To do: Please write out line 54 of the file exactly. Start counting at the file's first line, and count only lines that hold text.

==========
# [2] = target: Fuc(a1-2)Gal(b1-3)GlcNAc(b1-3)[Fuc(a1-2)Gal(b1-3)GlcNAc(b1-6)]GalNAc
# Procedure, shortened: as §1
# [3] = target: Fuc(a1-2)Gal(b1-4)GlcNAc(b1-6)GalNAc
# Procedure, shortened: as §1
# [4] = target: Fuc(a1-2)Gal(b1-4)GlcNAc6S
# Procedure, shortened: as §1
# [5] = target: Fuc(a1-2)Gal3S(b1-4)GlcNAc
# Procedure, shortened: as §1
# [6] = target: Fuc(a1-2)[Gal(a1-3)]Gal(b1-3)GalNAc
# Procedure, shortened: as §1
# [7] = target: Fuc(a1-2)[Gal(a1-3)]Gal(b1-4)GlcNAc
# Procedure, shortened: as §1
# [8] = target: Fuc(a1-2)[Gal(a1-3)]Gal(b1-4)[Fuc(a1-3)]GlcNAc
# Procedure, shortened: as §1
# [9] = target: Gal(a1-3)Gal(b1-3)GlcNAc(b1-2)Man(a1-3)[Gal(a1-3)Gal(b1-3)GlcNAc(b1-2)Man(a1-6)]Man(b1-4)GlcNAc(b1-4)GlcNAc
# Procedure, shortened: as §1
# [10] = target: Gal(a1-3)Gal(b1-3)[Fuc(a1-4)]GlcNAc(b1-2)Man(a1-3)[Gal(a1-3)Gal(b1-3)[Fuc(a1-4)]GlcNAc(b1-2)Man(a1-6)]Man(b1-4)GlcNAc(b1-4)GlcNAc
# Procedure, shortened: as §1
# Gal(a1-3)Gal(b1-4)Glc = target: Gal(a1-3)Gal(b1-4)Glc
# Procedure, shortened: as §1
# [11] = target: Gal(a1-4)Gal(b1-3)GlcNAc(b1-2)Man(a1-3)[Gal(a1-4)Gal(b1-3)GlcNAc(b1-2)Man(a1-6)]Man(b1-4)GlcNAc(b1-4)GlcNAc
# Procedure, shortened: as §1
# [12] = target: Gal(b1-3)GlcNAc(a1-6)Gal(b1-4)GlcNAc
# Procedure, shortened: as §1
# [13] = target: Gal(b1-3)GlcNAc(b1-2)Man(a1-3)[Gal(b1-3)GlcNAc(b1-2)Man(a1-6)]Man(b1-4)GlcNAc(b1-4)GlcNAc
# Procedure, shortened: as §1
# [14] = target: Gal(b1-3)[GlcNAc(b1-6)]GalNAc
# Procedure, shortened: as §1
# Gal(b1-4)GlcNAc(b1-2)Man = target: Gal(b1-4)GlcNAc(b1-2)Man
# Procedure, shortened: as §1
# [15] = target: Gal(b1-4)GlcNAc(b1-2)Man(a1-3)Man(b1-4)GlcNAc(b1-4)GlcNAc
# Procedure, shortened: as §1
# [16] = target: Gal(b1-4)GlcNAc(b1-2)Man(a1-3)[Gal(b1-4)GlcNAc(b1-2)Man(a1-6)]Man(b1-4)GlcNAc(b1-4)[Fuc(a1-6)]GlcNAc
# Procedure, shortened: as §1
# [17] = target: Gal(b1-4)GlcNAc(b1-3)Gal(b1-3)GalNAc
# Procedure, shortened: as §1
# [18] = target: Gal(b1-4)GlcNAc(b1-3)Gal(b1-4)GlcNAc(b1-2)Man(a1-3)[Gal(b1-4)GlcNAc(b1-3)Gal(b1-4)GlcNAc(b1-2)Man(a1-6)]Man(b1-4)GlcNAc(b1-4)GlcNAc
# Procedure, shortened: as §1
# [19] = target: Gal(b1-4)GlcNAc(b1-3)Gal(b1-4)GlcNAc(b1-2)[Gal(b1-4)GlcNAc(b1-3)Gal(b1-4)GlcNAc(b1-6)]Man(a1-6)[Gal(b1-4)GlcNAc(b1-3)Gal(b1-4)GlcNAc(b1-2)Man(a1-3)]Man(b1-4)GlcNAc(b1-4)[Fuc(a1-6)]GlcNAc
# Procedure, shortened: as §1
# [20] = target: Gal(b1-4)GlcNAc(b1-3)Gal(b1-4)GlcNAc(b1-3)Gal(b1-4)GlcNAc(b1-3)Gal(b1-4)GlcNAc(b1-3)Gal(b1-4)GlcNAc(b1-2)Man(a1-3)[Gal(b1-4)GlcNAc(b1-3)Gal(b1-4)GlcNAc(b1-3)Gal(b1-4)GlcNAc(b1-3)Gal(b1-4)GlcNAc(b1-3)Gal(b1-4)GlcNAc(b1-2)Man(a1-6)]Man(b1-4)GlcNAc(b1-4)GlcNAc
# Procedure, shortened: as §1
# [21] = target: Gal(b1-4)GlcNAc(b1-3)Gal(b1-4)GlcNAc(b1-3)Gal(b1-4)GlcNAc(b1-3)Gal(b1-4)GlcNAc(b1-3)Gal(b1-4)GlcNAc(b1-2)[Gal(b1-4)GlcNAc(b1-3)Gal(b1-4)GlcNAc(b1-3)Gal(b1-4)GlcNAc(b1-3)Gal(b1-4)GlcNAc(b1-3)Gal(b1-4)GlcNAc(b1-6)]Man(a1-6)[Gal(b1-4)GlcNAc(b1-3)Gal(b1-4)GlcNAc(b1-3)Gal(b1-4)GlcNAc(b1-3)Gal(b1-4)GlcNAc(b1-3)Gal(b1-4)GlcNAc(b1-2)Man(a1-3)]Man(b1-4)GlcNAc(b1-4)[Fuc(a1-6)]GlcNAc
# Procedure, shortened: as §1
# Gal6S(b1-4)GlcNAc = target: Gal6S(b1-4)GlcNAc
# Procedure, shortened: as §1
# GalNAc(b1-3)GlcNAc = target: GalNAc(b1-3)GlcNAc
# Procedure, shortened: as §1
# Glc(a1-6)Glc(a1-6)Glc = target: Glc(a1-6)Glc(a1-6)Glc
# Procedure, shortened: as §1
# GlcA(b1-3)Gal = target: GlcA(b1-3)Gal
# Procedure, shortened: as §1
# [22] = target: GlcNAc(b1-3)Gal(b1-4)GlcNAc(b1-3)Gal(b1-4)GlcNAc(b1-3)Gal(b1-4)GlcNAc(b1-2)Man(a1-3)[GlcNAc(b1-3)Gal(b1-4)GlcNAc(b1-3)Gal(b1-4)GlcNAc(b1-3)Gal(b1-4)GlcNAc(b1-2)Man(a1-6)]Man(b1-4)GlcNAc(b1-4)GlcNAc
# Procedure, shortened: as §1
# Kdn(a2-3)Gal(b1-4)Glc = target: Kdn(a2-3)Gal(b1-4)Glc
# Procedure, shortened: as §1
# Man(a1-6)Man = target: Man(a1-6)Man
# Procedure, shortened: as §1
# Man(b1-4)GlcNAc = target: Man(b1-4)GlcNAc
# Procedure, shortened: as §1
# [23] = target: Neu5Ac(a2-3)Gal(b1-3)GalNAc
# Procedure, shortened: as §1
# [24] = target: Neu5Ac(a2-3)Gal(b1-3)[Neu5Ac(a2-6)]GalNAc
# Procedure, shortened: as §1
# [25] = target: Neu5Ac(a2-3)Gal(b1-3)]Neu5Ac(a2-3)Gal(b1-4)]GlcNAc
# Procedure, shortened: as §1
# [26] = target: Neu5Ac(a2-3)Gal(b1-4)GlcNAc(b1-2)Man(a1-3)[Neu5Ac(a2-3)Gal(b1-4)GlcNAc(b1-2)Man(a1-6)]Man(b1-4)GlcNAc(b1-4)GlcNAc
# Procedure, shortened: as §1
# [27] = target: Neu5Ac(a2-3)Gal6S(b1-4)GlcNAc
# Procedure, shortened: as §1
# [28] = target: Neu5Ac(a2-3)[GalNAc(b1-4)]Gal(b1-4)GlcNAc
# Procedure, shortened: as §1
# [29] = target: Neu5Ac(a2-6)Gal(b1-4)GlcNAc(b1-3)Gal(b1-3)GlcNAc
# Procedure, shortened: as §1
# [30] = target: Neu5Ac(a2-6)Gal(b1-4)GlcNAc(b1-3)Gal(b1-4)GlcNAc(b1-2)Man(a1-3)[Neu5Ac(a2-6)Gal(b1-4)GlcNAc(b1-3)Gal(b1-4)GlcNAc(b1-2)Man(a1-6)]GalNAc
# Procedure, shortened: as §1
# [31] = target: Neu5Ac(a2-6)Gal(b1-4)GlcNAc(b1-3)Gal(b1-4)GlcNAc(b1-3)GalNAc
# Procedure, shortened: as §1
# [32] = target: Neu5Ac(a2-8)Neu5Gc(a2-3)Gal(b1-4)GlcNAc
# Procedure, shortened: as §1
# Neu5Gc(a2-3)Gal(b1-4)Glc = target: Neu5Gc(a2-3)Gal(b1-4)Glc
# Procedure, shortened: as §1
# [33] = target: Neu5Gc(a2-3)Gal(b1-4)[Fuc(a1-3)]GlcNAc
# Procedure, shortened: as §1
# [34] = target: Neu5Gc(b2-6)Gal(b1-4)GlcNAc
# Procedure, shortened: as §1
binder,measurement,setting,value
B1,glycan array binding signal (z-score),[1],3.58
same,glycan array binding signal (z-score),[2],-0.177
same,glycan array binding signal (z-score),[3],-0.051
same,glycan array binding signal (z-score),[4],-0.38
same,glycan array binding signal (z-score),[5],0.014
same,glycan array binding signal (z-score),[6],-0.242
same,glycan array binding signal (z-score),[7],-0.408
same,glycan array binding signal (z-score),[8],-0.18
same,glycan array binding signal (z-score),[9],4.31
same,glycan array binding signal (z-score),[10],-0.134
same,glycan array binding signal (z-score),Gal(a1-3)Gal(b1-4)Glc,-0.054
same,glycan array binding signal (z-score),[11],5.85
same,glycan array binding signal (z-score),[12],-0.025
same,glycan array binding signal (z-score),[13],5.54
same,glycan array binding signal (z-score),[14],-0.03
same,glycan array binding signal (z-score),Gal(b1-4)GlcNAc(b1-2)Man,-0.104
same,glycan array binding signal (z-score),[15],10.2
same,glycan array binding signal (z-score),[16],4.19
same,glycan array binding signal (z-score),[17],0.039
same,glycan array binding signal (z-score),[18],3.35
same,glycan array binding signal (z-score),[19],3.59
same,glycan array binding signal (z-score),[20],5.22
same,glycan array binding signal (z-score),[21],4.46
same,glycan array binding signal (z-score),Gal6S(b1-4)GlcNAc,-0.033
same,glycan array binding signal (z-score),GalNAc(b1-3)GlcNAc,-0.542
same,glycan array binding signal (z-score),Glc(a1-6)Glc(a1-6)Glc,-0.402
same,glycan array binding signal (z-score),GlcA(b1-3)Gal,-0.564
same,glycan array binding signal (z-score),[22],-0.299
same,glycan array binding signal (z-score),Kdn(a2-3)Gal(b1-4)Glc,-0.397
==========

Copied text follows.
# Procedure, shortened: as §1